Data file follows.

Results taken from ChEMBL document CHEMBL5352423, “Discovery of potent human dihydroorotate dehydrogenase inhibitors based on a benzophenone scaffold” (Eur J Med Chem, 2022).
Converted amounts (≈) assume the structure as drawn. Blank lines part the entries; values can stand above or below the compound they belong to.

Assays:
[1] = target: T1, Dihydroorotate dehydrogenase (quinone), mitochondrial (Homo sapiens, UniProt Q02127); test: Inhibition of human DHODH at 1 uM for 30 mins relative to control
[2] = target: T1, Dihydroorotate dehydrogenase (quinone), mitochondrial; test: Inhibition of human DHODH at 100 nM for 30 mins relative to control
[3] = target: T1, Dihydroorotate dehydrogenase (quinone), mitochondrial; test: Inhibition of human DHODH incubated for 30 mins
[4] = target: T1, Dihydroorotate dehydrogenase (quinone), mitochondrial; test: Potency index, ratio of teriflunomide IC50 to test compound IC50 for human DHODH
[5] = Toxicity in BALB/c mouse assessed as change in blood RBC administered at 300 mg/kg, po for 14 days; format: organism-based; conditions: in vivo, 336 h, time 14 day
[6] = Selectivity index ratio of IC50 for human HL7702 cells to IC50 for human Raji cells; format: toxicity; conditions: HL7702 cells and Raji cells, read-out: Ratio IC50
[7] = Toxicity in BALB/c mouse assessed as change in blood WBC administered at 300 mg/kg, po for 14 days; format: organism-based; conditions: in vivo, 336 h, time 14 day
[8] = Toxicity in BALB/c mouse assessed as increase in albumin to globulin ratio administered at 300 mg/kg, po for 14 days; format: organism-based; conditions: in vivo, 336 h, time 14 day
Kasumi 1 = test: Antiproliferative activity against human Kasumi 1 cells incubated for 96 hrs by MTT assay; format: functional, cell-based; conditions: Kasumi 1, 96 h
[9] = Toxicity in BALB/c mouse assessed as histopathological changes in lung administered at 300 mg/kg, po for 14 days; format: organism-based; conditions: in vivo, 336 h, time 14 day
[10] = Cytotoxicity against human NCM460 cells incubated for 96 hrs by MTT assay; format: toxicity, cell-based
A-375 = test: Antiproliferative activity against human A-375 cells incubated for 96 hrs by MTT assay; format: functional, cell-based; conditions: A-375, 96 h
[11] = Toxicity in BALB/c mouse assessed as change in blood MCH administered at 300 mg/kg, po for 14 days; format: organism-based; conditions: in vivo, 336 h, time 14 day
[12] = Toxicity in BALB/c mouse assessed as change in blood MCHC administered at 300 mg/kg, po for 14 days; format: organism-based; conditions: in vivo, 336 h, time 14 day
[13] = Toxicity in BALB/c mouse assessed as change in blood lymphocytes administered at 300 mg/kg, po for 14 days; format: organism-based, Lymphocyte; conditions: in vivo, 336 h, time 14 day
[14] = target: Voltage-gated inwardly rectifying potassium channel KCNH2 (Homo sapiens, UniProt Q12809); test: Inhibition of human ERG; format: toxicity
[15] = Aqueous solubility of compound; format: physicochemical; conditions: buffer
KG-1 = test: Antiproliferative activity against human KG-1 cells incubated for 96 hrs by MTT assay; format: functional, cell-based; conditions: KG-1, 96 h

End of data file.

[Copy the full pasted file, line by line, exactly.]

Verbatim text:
Results taken from ChEMBL document CHEMBL5352423, “Discovery of potent human dihydroorotate dehydrogenase inhibitors based on a benzophenone scaffold” (Eur J Med Chem, 2022).
Converted amounts (≈) assume the structure as drawn. Blank lines part the entries; values can stand above or below the compound they belong to.

Assays:
[1] = target: T1, Dihydroorotate dehydrogenase (quinone), mitochondrial (Homo sapiens, UniProt Q02127); test: Inhibition of human DHODH at 1 uM for 30 mins relative to control
[2] = target: T1, Dihydroorotate dehydrogenase (quinone), mitochondrial; test: Inhibition of human DHODH at 100 nM for 30 mins relative to control
[3] = target: T1, Dihydroorotate dehydrogenase (quinone), mitochondrial; test: Inhibition of human DHODH incubated for 30 mins
[4] = target: T1, Dihydroorotate dehydrogenase (quinone), mitochondrial; test: Potency index, ratio of teriflunomide IC50 to test compound IC50 for human DHODH
[5] = Toxicity in BALB/c mouse assessed as change in blood RBC administered at 300 mg/kg, po for 14 days; format: organism-based; conditions: in vivo, 336 h, time 14 day
[6] = Selectivity index ratio of IC50 for human HL7702 cells to IC50 for human Raji cells; format: toxicity; conditions: HL7702 cells and Raji cells, read-out: Ratio IC50
[7] = Toxicity in BALB/c mouse assessed as change in blood WBC administered at 300 mg/kg, po for 14 days; format: organism-based; conditions: in vivo, 336 h, time 14 day
[8] = Toxicity in BALB/c mouse assessed as increase in albumin to globulin ratio administered at 300 mg/kg, po for 14 days; format: organism-based; conditions: in vivo, 336 h, time 14 day
Kasumi 1 = test: Antiproliferative activity against human Kasumi 1 cells incubated for 96 hrs by MTT assay; format: functional, cell-based; conditions: Kasumi 1, 96 h
[9] = Toxicity in BALB/c mouse assessed as histopathological changes in lung administered at 300 mg/kg, po for 14 days; format: organism-based; conditions: in vivo, 336 h, time 14 day
[10] = Cytotoxicity against human NCM460 cells incubated for 96 hrs by MTT assay; format: toxicity, cell-based
A-375 = test: Antiproliferative activity against human A-375 cells incubated for 96 hrs by MTT assay; format: functional, cell-based; conditions: A-375, 96 h
[11] = Toxicity in BALB/c mouse assessed as change in blood MCH administered at 300 mg/kg, po for 14 days; format: organism-based; conditions: in vivo, 336 h, time 14 day
[12] = Toxicity in BALB/c mouse assessed as change in blood MCHC administered at 300 mg/kg, po for 14 days; format: organism-based; conditions: in vivo, 336 h, time 14 day
[13] = Toxicity in BALB/c mouse assessed as change in blood lymphocytes administered at 300 mg/kg, po for 14 days; format: organism-based, Lymphocyte; conditions: in vivo, 336 h, time 14 day
[14] = target: Voltage-gated inwardly rectifying potassium channel KCNH2 (Homo sapiens, UniProt Q12809); test: Inhibition of human ERG; format: toxicity
[15] = Aqueous solubility of compound; format: physicochemical; conditions: buffer
KG-1 = test: Antiproliferative activity against human KG-1 cells incubated for 96 hrs by MTT assay; format: functional, cell-based; conditions: KG-1, 96 h